Solo Trading Prop Firm Pros and Cons
The flip side to funded trading is solo trading. A solo trader takes the longer path and earns their professional licensure and certifications by themselves, then saves up enough capital to start trading on stock market. On the other side, a sole trader can also get funded through personal loan investment, though this option might be risky.
There are positives and negatives to this path as well, let’s check some of them out.
- Solo traders don’t have to answer to anyone and don’t have to split their profits with any employing company, either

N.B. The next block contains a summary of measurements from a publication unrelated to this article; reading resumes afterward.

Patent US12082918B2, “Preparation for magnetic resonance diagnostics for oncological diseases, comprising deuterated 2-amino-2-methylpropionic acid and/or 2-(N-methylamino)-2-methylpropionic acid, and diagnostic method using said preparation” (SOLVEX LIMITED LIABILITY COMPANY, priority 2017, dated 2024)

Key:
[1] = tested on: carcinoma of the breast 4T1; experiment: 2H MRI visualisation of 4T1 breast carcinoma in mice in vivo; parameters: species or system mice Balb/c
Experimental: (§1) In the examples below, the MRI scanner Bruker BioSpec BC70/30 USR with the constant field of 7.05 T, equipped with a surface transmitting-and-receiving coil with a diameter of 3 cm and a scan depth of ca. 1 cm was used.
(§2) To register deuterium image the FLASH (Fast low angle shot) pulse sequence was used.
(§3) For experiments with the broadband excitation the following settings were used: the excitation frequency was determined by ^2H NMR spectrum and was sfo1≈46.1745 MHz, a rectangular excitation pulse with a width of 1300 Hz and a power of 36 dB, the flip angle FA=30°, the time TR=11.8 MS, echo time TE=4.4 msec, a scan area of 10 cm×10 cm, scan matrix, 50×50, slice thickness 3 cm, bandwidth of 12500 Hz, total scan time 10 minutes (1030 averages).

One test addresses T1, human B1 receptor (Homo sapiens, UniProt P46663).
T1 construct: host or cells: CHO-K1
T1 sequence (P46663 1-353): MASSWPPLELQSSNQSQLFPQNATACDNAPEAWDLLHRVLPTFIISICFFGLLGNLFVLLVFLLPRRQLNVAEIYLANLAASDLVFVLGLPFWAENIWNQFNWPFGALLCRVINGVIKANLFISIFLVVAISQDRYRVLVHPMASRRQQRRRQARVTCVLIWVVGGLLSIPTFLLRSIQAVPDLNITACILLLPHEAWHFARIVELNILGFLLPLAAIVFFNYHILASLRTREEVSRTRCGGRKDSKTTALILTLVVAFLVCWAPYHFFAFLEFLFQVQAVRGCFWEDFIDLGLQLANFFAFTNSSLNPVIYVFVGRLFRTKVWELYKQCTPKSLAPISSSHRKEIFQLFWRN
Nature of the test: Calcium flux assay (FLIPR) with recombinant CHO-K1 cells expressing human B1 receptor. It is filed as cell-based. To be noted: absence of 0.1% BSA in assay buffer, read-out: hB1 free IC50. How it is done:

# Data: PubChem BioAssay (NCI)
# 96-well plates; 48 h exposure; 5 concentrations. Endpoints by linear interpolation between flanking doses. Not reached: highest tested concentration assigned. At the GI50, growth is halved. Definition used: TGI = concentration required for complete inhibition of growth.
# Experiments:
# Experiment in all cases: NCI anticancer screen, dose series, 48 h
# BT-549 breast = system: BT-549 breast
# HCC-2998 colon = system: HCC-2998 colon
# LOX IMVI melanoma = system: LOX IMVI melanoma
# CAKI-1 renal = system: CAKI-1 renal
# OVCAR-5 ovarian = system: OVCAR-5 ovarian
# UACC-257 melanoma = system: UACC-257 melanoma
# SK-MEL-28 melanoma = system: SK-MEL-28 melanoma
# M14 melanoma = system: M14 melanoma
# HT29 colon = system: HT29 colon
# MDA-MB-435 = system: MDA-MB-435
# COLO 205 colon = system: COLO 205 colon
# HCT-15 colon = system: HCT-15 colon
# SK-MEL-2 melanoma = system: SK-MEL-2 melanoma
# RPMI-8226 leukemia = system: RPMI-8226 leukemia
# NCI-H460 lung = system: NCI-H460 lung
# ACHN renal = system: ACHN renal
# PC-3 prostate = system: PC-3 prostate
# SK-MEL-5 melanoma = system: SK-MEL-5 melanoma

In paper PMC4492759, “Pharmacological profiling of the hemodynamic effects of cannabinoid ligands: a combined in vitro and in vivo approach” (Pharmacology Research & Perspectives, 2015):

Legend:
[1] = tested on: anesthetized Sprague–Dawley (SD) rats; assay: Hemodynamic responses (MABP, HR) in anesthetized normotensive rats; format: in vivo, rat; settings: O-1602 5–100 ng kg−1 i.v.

- Solo traders have maximum freedom and only have to pay fees related to their licensure or certificates
- Solo traders do not have to obey mandates or special rules put in place by their employing company
- Solo traders are free to change their portfolios or focuses whenever they like
- It’s much more difficult to become a solo trader if you don’t have a lot of start-up capital. You either have to save for several years or be the lucky recipient of a large inheritance in many cases
- You have to pay for your licensure and certification, as well as study hard to acquire both of those necessities